Kremlin officials and Russian cabinet members will file anonymous tax returns, Russian business newspaper Vedomosti reported on Wednesday, citing unnamed sources close to the government.
President Vladimir Putin at the end of December refused requirements for government officials to disclose income declarations during Russia’s so-called “military special operation” in Ukraine.
According to “Vedomosti”, the Cabinet of Ministers of Russia is considering the possibility of allowing the so-called “generalized” information on income for itself and employees of the presidential administration.
Instead of individual tax returns, the “aggregated” information will only include the number of filed and unfiled tax returns and whether violations were discovered.
Similar relaxed rules for lawmakers now apply in the Russian parliament. They are expected to enter into force on March 1 after being passed by both chambers and signed by Putin.
The bill was approved in the third and final reading by the lower house of the State Duma on Wednesday.
“Not everyone is interested in it [and] wants [file tax returns]”, said State Duma deputy, member of the ruling party “United Russia” Pavel Krashaninnikov said. “Laziness”.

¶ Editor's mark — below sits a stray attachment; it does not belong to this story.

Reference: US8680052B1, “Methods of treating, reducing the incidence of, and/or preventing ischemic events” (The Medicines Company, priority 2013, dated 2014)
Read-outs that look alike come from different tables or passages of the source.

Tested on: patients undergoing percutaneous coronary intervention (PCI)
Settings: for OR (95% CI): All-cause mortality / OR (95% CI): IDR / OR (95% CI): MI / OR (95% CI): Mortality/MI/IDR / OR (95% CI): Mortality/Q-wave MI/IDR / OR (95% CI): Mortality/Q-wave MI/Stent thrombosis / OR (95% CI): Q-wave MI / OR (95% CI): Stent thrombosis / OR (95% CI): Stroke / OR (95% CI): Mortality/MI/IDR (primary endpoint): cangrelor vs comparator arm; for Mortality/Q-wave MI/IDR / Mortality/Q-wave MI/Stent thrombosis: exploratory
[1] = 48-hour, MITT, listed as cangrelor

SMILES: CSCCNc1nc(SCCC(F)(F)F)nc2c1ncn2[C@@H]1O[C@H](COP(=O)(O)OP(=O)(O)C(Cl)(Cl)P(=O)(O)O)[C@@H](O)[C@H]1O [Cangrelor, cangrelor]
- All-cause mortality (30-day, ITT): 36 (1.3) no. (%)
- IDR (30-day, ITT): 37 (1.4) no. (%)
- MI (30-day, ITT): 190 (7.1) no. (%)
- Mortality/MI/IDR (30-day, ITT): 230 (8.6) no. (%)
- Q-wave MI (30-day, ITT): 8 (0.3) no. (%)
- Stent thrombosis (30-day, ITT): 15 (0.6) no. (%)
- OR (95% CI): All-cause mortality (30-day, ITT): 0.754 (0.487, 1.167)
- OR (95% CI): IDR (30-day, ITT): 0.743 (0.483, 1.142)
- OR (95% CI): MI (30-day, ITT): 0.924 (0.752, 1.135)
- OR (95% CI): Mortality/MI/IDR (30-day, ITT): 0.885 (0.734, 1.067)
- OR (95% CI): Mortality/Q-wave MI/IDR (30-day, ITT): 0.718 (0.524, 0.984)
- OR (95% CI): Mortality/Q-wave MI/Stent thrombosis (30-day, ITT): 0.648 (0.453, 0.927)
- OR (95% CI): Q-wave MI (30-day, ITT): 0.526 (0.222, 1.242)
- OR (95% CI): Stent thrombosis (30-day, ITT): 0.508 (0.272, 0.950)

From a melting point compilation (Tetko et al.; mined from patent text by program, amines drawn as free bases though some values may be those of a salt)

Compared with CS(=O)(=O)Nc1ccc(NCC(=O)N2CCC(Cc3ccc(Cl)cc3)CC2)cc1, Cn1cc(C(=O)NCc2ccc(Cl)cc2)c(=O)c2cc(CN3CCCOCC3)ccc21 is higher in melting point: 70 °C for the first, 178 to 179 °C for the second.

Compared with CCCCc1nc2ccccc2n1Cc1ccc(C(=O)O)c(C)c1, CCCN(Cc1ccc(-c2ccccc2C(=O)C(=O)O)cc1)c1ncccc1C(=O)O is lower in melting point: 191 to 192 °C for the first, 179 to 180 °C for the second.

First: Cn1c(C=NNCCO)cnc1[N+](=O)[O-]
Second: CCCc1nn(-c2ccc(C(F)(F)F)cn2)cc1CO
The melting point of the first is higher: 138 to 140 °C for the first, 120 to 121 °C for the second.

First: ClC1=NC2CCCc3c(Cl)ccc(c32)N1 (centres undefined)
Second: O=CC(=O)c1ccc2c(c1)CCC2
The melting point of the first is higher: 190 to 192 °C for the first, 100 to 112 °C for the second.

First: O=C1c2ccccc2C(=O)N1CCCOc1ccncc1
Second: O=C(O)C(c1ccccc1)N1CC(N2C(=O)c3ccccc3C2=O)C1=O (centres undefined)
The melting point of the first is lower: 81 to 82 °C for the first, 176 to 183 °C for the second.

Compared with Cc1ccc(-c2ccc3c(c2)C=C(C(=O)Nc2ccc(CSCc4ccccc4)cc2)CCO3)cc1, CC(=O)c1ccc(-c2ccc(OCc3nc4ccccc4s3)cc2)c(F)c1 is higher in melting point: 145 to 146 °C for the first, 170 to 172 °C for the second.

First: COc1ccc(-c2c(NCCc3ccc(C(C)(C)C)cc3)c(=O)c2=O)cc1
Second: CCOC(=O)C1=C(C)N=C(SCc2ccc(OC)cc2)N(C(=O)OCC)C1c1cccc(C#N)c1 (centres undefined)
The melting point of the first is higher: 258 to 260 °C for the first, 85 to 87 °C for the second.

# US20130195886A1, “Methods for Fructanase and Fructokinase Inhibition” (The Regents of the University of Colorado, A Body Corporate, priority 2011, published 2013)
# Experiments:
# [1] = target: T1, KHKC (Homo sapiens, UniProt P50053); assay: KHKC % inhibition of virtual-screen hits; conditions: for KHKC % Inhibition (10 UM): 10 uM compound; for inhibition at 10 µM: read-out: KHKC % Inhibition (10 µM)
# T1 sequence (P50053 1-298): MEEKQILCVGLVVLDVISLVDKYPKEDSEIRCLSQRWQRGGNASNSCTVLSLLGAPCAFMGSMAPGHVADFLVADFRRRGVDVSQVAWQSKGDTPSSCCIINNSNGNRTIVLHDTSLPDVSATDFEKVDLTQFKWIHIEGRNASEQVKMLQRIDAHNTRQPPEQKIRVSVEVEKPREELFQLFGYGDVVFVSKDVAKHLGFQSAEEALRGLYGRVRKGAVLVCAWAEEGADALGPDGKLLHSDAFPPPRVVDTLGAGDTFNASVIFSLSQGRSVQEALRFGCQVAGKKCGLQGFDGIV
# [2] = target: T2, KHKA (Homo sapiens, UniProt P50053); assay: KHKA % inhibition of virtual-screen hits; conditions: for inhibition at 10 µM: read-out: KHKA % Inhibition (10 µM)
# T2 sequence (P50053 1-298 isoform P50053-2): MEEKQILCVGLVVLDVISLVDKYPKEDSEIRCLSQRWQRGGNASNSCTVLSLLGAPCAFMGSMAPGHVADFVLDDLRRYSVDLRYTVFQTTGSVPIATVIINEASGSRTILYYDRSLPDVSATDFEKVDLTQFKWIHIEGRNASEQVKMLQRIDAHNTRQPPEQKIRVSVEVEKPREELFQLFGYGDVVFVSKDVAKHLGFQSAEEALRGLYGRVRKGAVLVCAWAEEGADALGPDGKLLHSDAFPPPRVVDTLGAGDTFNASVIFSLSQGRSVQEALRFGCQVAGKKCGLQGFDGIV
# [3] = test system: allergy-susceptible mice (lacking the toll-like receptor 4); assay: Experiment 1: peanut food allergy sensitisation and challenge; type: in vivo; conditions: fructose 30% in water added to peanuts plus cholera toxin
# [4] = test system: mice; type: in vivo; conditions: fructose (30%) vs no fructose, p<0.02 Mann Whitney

“Some [members of parliament] don’t want to show their incomes,” he told the Komsomolskaya Pravda tabloid, adding that the current requirements also deter Russian businessmen and activists from seeking government positions.
Putin’s decree on the cancellation of requirements for the publication of income declarations was linked by the Kremlin to “features of a military special operation.”
In addition to government officials, Putin’s decree exempts military personnel fighting in Ukraine and employees of the Russian special services, as well as officials who traveled to regions of Ukraine annexed by Russia, from issuing tax returns.
Civil servants were previously required by law to disclose income tax returns for themselves and their family members in a bid to combat widespread corruption.